OSLO Global warming is on track to disrupt the Mediterranean region more than any droughts or heatwaves in the past 10,000 years, turning parts of southern Europe into desert by the end of the century, scientists said on Thursday.
Average temperatures in the region have already risen by 1.3 degrees Celsius (2.3 Fahrenheit) since the late 19th century, well above the world average of 0.85C (1.5F), according to the study led by France's Aix-Marseille University.
Man-made climate change "will likely alter ecosystems in the Mediterranean in a way that is without precedent" in the past 10,000 years unless governments quickly reduce greenhouse gas emissions, the researchers wrote in the journal Science.
With unchecked warming, deserts would expand in southern Spain and Portugal, northern parts of Morocco, Algeria and Tunisia and other regions including Sicily, southern Turkey and parts of Syria, it showed.
And it would dramatically shift vegetation in the region, famed for umbrella pines, olive groves, and holm oaks.
Last year, almost 200 governments agreed in Paris to limit the rise in average world surface temperatures to "well below" 2C above pre-industrial times, ideally 1.5C. Governments will meet in Morocco next month to review the accord.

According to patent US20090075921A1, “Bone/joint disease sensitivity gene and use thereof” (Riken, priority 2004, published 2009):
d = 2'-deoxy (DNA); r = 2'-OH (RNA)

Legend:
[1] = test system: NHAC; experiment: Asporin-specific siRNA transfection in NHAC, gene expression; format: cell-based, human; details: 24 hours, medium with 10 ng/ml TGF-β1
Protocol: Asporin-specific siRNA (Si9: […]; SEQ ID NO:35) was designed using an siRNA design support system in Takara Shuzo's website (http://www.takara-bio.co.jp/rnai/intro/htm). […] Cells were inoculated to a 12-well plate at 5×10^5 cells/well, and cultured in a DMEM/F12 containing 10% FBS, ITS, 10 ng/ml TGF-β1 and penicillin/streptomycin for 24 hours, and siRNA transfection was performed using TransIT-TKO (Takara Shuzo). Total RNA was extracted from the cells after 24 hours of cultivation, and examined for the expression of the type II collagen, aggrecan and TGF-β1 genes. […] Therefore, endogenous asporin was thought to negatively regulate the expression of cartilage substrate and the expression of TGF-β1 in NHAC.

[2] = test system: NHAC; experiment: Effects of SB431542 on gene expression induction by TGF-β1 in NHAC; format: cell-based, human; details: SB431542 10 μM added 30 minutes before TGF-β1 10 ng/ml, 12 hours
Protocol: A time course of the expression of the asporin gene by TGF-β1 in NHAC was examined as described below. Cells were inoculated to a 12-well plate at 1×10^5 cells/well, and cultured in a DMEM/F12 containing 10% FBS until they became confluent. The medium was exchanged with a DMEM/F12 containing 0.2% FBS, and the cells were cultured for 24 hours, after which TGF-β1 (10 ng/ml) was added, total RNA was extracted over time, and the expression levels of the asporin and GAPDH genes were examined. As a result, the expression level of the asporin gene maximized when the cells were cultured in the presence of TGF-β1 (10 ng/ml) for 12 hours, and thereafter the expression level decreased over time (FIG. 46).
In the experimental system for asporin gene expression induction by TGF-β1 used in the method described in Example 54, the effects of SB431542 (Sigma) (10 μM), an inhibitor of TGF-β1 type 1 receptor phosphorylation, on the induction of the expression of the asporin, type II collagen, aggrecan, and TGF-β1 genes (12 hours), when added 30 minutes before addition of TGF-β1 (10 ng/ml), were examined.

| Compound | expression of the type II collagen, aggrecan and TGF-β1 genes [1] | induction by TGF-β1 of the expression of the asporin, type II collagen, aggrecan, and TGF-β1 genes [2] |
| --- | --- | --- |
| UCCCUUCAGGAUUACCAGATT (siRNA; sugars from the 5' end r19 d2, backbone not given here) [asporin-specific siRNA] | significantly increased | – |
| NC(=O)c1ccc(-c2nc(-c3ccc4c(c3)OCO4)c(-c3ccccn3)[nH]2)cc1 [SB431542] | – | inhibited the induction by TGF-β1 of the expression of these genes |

Only the 1.5C global goal would ensure Mediterranean ecosystems stay within bounds of the past 10,000 years, the study said. Debate about cutting emissions "is urgent for such sensitive regions," lead author Joel Guiot of Aix-Marseille University told Reuters.
The Mediterranean is sensitive to global warming partly because Atlantic storms are likely to shift northwards, meaning more sun and less rain.
The scientists reconstructed past climates by studying pollen in layers of mud in lakes. More oak pollen, for instance, suggested humid and temperate climates while more fir and spruce pollen indicated chillier conditions, he said.
In history, some natural hot periods and droughts have coincided with social upheaval in the Mediterranean region, such as around 1400 when many people in the Ottoman Empire abandoned unproductive farms to become nomads.
Last year, a study in the U.S. journal Proceedings of the National Academy of Sciences said there was evidence that man-made climate change had added to a 2007-10 drought in Syria that was a contributing factor to the civil war.
And Thursday's research did not consider other changes in farming that can hasten desertification, such as around Almeria in southern Spain.
(Reporting By Alister Doyle; Editing by Angus MacSwan)